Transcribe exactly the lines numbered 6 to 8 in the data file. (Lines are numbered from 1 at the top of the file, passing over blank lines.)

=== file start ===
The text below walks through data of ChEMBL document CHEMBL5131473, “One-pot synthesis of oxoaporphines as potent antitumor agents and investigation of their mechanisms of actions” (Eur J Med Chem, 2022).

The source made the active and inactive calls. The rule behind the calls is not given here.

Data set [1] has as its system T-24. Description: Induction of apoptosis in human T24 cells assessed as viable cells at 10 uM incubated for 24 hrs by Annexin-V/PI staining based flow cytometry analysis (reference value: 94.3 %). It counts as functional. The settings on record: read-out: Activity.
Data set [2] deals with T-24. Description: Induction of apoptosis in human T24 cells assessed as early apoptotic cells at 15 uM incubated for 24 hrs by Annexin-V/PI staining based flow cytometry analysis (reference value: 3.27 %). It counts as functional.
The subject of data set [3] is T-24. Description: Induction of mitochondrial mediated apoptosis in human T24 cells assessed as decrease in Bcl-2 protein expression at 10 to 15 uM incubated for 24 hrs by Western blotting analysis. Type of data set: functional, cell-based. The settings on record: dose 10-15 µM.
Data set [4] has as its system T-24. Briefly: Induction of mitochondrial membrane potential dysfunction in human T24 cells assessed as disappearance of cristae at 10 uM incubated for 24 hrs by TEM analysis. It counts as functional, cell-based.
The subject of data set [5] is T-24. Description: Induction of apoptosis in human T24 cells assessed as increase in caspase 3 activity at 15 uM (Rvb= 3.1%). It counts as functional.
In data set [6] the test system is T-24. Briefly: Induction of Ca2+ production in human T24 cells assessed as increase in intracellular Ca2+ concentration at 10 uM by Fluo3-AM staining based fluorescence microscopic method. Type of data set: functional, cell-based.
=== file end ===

Data set [4] has as its system T-24. Briefly: Induction of mitochondrial membrane potential dysfunction in human T24 cells assessed as disappearance of cristae at 10 uM incubated for 24 hrs by TEM analysis. It counts as functional, cell-based.
The subject of data set [5] is T-24. Description: Induction of apoptosis in human T24 cells assessed as increase in caspase 3 activity at 15 uM (Rvb= 3.1%). It counts as functional.
In data set [6] the test system is T-24. Briefly: Induction of Ca2+ production in human T24 cells assessed as increase in intracellular Ca2+ concentration at 10 uM by Fluo3-AM staining based fluorescence microscopic method. Type of data set: functional, cell-based.